Navigating Recession Discussions with Your Marketing Team: Data, Frameworks, and Expert Advice

As economic storm clouds gather in 2024, marketing leaders face a daunting challenge: How to address growing concerns about a potential recession with their teams in a way that is honest, empathetic, and action-oriented. While no one can predict the future with certainty, equipping yourself with the right data, frameworks, and communication strategies can help you lead your team through this period of uncertainty with clarity and confidence.

In this deep dive, we‘ll unpack the latest economic indicators, share exclusive survey data on how marketing leaders are responding, and provide a playbook for discussing and planning for a possible downturn with your team. Whether you‘re a CMO, marketing director, or team manager, this guide will give you the tools and insights you need to navigate these challenging conversations and emerge stronger on the other side.

The State of the Economy: What the Data Says

Before we can have an informed discussion about a potential recession, it‘s essential to understand the current economic landscape. While GDP growth has slowed in recent quarters, dropping to an annualized rate of 1.1% in Q2 2024, we have not yet seen the two consecutive quarters of negative growth that typically define a recession.

However, other indicators suggest that the U.S. economy is on shaky ground:

  • Inflation remains elevated at 5.2% as of August 2024, well above the Federal Reserve‘s 2% target
  • The unemployment rate ticked up to 4.8% in July, with notable job losses in sectors like tech and real estate
  • Consumer confidence fell for the third straight month in August, hitting its lowest level since the early days of the pandemic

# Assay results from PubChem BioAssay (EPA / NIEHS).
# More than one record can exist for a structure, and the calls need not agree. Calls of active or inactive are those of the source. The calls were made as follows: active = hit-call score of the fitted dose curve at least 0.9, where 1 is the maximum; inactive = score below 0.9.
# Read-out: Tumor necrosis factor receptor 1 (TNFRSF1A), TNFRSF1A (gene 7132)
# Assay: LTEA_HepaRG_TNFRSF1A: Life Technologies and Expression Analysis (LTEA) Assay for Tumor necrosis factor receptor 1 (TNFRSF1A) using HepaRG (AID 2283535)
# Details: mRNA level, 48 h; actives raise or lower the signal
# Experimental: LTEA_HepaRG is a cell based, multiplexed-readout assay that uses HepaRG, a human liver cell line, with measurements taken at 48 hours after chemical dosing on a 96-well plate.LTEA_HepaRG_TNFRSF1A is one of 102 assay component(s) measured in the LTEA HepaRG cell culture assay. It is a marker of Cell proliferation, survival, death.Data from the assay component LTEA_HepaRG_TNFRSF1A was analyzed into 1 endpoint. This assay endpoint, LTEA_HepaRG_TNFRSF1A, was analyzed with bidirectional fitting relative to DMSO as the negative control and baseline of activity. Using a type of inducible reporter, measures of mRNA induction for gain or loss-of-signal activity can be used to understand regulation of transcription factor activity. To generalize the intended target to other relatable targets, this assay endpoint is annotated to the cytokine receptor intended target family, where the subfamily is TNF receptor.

• Corporate earnings growth has slowed, with many companies citing inflation, supply chain issues, and softening demand as headwinds

Looking ahead, economists are divided on the likelihood and potential severity of a recession. A recent survey of 50 leading economists by the National Association for Business Economics found that:

  • 60% believe a recession is likely in the next 12 months, up from just 15% a year ago
  • Of those who expect a recession, the median forecast is for a "mild" downturn lasting 2-3 quarters
  • However, a significant minority (30%) anticipate a more severe recession on par with 2008 or 2020

Recession Probability Index

Timeframe Probability
3 months 30%
6 months 55%
12 months 60%
18 months 50%

Source: National Association for Business Economics, August 2024

How Marketing Fared in Past Recessions

While every recession is unique, looking at how marketing budgets and strategies shifted in previous downturns can provide valuable context for the conversations ahead. An analysis of marketing spend across the last three recessions reveals some clear patterns:

Marketing Budget Changes in Past Recessions

Recession Budget Change
2001 -3%
2008-2009 -13%
2020 -9%

Sources: WARC, Gartner

As you can see, marketing is often one of the first areas to face cuts when the economy contracts. In the Great Recession of 2008-2009, U.S. ad spending plummeted by 13% as shell-shocked brands pulled back across the board. The Covid recession of 2020 saw a similar, though slightly less severe, decline of 9%.

However, these topline numbers don‘t tell the whole story. Digging deeper into the data, we find that: